Limits...
Assessment of maxillary third molars with panoramic radiography and cone-beam computed tomography.

Jung YH, Cho BH - Imaging Sci Dent (2015)

Bottom Line: Almost all of the Level C molars were in contact with the roots of the second molar.Erupted teeth most commonly had three roots, and completely impacted teeth most commonly had one root.The superimposition of one third of the root and the sinus floor was most commonly associated with the sinus floor being located on the buccal side of the root.

View Article: PubMed Central - PubMed

Affiliation: Department of Oral and Maxillofacial Radiology, School of Dentistry, Pusan National University, Yangsan, Korea.

ABSTRACT

Purpose: This study investigated maxillary third molars and their relation to the maxillary sinus using panoramic radiography and cone-beam computed tomography (CBCT).

Materials and methods: A total of 395 maxillary third molars in 234 patients were examined using panoramic radiographs and CBCT images. We examined the eruption level of the maxillary third molars, the available retromolar space, the angulation, the relationship to the second molars, the number of roots, and the relationship between the roots and the sinus.

Results: Females had a higher frequency of maxillary third molars with occlusal planes apical to the cervical line of the second molar (Level C) than males. All third molars with insufficient retromolar space were Level C. The most common angulation was vertical, followed by buccoangular. Almost all of the Level C molars were in contact with the roots of the second molar. Erupted teeth most commonly had three roots, and completely impacted teeth most commonly had one root. The superimposition of one third of the root and the sinus floor was most commonly associated with the sinus floor being located on the buccal side of the root.

Conclusion: Eruption levels were differently distributed according to gender. A statistically significant association was found between the eruption level and the available retromolar space. When panoramic radiographs showed a superimposition of the roots and the sinus floor, expansion of the sinus to the buccal side of the root was generally observed in CBCT images.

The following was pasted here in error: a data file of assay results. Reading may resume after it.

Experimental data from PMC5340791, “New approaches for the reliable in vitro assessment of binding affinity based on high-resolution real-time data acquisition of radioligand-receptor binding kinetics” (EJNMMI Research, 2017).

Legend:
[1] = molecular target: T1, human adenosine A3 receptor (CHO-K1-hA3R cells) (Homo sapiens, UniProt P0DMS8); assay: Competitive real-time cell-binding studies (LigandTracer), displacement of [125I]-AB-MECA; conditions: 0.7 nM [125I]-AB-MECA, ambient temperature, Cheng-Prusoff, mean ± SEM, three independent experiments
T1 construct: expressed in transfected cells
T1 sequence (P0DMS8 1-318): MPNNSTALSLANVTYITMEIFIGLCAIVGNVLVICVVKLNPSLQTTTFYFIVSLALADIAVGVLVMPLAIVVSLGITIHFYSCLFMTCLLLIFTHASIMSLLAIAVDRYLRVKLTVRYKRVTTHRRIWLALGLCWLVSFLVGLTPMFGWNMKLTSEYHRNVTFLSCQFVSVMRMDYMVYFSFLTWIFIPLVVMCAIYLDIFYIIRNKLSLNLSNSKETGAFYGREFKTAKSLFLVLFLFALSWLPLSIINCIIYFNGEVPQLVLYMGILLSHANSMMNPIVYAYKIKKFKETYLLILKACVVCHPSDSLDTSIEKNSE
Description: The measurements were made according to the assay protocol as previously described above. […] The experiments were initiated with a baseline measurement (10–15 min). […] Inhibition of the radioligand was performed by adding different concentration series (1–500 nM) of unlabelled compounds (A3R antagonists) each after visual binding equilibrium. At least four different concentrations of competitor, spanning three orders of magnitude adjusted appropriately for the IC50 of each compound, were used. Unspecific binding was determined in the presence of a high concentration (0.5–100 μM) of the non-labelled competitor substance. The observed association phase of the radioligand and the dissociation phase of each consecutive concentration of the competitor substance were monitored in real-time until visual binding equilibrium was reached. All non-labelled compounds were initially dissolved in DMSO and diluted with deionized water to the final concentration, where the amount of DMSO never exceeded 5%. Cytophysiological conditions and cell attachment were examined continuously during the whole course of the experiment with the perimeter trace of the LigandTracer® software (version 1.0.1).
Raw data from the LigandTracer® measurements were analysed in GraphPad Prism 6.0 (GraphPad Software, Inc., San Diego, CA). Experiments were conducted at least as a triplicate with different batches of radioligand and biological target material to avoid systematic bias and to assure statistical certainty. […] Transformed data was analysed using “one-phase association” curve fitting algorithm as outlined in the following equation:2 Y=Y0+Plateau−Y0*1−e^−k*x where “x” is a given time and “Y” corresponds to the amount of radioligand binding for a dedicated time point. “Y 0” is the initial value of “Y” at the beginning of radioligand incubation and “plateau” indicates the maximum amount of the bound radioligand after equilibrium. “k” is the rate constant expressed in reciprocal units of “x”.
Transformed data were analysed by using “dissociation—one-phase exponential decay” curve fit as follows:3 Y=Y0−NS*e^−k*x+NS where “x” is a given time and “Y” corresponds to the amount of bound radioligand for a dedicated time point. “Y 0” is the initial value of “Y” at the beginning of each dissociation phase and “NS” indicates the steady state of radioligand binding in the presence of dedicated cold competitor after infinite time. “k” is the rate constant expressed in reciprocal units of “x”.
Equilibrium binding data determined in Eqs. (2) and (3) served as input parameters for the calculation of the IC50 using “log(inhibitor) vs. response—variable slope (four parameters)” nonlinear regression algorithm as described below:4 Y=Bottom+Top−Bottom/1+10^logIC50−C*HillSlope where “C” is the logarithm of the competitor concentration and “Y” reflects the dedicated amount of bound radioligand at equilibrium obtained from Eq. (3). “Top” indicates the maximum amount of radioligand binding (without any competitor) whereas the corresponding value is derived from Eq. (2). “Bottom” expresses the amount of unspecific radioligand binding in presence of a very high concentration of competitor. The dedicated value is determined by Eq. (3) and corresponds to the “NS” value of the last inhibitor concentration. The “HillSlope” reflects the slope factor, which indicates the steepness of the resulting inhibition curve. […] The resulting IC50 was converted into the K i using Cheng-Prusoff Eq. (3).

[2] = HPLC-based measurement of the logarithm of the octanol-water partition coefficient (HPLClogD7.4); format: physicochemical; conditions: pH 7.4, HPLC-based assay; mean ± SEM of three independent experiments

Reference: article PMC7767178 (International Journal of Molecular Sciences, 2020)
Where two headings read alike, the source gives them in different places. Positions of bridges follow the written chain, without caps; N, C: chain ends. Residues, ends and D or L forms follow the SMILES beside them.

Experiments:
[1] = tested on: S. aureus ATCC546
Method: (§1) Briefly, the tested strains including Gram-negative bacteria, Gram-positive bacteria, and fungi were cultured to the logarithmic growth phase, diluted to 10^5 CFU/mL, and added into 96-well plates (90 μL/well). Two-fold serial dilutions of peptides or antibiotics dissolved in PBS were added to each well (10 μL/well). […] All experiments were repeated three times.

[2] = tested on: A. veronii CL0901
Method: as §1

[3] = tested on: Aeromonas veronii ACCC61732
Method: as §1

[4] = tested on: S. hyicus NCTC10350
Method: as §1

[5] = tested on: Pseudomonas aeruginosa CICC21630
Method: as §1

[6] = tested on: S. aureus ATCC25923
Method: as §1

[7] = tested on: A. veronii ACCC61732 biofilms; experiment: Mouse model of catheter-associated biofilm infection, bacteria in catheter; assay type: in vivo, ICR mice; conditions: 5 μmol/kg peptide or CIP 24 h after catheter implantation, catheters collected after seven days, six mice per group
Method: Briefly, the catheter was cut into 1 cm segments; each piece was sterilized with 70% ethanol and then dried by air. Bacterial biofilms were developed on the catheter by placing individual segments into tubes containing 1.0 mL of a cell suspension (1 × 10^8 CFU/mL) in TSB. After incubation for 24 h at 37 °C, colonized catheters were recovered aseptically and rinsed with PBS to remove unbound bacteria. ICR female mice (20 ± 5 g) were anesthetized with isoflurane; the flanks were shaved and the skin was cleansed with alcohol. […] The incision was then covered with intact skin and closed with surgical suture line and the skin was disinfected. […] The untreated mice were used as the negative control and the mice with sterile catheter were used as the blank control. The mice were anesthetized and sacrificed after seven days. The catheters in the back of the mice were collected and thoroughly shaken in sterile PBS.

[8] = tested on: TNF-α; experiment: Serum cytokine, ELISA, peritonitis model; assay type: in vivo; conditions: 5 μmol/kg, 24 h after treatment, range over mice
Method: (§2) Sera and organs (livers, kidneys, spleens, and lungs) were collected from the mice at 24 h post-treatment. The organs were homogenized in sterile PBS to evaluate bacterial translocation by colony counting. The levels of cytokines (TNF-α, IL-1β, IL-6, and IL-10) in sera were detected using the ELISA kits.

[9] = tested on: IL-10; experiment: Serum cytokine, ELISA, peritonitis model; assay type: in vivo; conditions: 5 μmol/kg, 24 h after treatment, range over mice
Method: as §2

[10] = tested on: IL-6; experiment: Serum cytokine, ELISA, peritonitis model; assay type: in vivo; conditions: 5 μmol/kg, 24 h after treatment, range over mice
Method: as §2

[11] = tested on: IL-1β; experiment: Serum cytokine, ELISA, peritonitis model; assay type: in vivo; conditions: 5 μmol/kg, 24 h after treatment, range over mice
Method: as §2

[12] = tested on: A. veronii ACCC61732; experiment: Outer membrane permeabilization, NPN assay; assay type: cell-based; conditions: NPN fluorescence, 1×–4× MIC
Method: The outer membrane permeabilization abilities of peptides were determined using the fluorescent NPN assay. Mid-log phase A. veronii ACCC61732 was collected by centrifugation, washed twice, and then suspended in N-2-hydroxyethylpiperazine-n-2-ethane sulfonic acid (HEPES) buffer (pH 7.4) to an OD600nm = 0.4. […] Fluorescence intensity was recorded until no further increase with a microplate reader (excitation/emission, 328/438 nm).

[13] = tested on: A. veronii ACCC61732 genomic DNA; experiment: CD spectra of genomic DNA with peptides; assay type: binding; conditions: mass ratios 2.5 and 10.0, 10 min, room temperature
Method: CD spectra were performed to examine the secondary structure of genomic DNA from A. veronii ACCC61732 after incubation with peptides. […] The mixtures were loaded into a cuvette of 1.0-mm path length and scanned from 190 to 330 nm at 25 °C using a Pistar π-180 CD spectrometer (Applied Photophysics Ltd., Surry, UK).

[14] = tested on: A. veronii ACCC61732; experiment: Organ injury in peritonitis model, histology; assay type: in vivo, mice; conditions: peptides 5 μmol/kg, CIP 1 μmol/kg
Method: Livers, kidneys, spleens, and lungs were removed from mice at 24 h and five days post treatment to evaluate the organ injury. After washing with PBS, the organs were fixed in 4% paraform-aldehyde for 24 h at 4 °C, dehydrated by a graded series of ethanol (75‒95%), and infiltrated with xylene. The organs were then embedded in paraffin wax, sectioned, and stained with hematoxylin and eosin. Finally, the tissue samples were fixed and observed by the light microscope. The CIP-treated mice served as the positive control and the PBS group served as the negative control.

No MeSH data available.


Related in: MedlinePlus

Eruption levels of maxillary third molars on panoramic radiographs. A. Level A, the occlusal plane of the third molar is at the same level as the adjacent second molar. B. Level B, the occlusal plane of the third molar is between the occlusal plane and the cervical line of the adjacent tooth; C. Level C, the occlusal plane of the third molar is apical to the cervical line of the adjacent tooth.
© Copyright Policy - open-access
Related In: Results  -  Collection

License
getmorefigures.php?uid=PMC4697008&req=5

Figure 1: Eruption levels of maxillary third molars on panoramic radiographs. A. Level A, the occlusal plane of the third molar is at the same level as the adjacent second molar. B. Level B, the occlusal plane of the third molar is between the occlusal plane and the cervical line of the adjacent tooth; C. Level C, the occlusal plane of the third molar is apical to the cervical line of the adjacent tooth.